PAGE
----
Chemical Safety

Hazard Communication Program

To enhance employees’ health and safety, UCSF developed, implemented, and maintains a Hazard Communication Program as required by Title 8, California Code of Regulations, §5194, the Hazard Communication Standard.  The Hazard Communication Program defines how hazards in the workplace are communicated at UCSF.

Chemical Inventory

Hazardous Materials storage, use, and disposal locations are subject to permitting with the State Fire Marshal, the State of California, and the San Francisco Department of Public Health.  All hazardous material inventories are reported annually to the state, along with information useful to First Responders. Hazardous material inventories are also required by The Joint Commission, California Occupational Health and Safety Administration (OSHA), and the UCSF Chemical Safety Officer to help ensure proper hazard identification and employee safety.

EH&S administers an online chemical inventory tool to assist in the efforts outlined above. End users are expected to submit chemical inventories annually using the online system.  More information is available at

Safety Data Sheets

Manufacturers are required to provide Safety Data Sheets (formerly called Material Safety Data Sheets) for all chemicals and chemical products they produce.  SDS describe the physical and chemical properties, hazards, engineering controls, appropriate personal protective equipment, storage and handling information, reactivities, procedures for spills and first aid requirements for a particular chemical.

All users of chemicals and products containing chemicals are required to be familiar with the contents of the SDS before beginning work.  Safety Data Sheets are available on the UCOP SDS Resource Page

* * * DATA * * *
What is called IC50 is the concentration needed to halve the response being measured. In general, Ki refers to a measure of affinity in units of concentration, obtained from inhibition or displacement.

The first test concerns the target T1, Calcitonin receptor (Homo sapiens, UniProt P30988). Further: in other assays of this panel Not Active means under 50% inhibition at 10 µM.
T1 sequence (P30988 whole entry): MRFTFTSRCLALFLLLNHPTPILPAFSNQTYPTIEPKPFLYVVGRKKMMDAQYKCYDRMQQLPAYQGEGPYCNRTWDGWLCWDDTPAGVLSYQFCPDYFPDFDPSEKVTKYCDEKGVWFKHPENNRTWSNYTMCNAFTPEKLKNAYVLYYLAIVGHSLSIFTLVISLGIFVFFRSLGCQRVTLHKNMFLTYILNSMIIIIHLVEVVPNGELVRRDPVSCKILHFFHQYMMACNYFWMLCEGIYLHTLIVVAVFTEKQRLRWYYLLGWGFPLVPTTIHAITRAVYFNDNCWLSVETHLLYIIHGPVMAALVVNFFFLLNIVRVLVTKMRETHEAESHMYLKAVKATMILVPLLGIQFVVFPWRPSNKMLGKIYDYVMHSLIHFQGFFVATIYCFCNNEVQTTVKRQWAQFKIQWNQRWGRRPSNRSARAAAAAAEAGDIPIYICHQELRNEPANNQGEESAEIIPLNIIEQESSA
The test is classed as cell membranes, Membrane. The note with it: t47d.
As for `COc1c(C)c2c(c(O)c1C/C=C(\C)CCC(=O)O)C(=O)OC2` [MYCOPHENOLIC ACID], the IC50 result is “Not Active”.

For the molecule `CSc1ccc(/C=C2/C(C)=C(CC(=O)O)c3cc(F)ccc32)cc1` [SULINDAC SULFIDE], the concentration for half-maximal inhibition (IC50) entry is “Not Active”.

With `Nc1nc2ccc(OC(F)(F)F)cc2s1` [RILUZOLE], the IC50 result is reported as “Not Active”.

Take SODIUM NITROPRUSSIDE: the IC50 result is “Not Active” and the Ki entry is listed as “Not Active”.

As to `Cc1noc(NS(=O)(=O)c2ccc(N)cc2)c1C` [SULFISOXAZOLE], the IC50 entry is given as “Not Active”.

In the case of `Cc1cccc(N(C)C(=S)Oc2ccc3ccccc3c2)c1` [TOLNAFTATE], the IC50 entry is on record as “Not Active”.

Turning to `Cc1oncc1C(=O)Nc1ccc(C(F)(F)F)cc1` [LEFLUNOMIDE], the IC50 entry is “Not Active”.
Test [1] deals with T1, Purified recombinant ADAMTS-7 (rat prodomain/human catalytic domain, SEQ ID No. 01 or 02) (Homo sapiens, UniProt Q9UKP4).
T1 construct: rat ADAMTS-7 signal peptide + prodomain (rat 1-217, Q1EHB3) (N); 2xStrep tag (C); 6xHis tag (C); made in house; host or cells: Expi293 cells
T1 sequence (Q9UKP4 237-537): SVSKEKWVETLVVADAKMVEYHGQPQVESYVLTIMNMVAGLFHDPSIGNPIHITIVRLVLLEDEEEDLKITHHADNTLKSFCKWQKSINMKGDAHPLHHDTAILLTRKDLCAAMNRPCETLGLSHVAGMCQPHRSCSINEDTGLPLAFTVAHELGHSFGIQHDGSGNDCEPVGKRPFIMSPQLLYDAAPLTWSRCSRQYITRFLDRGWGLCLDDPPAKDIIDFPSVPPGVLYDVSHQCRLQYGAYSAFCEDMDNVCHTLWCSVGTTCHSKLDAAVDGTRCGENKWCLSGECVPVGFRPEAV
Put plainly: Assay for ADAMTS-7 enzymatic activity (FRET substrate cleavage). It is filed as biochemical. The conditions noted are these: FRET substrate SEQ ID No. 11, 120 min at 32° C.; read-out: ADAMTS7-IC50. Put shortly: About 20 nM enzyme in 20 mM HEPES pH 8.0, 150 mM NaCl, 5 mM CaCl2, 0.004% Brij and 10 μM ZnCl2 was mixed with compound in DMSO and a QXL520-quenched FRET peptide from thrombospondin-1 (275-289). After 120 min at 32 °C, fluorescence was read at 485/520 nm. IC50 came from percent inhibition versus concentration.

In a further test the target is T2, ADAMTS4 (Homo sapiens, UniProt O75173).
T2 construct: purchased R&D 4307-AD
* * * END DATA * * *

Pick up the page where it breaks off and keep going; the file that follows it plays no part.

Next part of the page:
Any questions about the safe use of a chemical or product should be addressed to the Safety Office by submitting a ticket through Service Now (MCSS).

Labels for Chemical Containers

Chemical containers from manufacturers are required to be labeled with pictograms, a signal word, hazard and precautionary statements, the product identifier, and supplier identification.

The pictograms used on manufacturer's labels and theirmeanings are shown below:

Chemical Fume Hoods

Chemical fume hoods exhaust air through the buildings' ventilation systems and can be used to reduce airborne exposures to chemicals and radioactive materials.   Fume hoods used with chemicals are required to have a minimum average face velocity of 100 fpm and fume hoods used with radioactive materials are required to have a minimum face velocity of 150 fpm.  Staff should be familiar with how to safely use fume hoods, how to verify if the fume hood is working properly, and other safety features of fume hoods.

All chemical fume hoods at UCSF must be certified annually by EH&S.   If your your fume hood has not been inspected within the last 12 months, submit an inspection request via Service Now (MCSS).




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